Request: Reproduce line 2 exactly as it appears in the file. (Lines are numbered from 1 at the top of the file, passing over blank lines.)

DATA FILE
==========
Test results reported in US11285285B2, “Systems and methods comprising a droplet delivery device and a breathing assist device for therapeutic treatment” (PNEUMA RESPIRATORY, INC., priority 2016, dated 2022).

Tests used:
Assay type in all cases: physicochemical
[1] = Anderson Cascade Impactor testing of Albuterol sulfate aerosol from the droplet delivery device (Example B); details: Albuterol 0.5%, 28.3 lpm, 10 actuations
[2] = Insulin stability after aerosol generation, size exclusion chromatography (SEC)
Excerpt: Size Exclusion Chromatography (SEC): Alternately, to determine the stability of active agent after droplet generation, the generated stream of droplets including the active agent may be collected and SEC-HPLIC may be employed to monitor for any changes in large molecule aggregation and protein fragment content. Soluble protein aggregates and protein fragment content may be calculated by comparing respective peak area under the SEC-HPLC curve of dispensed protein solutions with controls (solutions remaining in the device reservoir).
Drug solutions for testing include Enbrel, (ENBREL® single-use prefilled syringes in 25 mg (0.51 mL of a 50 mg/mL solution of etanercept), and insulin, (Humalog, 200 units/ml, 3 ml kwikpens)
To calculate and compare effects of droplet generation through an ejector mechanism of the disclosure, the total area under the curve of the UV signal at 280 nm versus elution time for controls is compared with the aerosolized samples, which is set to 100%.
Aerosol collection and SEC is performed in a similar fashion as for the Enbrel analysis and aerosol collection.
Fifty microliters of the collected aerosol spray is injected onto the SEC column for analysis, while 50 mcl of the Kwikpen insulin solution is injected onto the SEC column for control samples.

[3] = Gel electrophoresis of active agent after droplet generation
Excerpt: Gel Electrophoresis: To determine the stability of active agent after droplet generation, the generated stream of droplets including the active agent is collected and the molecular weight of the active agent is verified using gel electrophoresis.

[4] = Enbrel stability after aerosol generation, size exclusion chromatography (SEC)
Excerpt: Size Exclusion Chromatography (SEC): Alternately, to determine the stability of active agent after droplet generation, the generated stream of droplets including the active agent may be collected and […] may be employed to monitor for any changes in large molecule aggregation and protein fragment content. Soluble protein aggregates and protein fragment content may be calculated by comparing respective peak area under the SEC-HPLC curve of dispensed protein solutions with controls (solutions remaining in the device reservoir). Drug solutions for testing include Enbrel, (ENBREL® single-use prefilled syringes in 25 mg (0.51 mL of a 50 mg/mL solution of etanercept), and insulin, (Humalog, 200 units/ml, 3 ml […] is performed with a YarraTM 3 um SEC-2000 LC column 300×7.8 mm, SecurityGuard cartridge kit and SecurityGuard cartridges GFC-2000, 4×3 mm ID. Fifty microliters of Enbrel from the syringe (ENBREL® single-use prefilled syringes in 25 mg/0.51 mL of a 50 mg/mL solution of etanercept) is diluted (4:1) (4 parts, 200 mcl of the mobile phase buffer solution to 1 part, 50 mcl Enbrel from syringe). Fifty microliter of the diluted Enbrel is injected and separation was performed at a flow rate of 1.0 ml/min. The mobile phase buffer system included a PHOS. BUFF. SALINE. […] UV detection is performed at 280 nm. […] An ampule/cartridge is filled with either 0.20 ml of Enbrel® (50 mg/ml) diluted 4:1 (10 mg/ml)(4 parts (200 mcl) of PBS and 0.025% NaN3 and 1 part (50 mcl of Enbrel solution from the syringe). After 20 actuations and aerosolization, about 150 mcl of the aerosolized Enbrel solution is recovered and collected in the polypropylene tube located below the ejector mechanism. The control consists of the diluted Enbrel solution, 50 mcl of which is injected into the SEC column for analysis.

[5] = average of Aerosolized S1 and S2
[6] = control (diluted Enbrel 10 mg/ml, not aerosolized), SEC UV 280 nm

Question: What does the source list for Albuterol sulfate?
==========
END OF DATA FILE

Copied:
Tests used: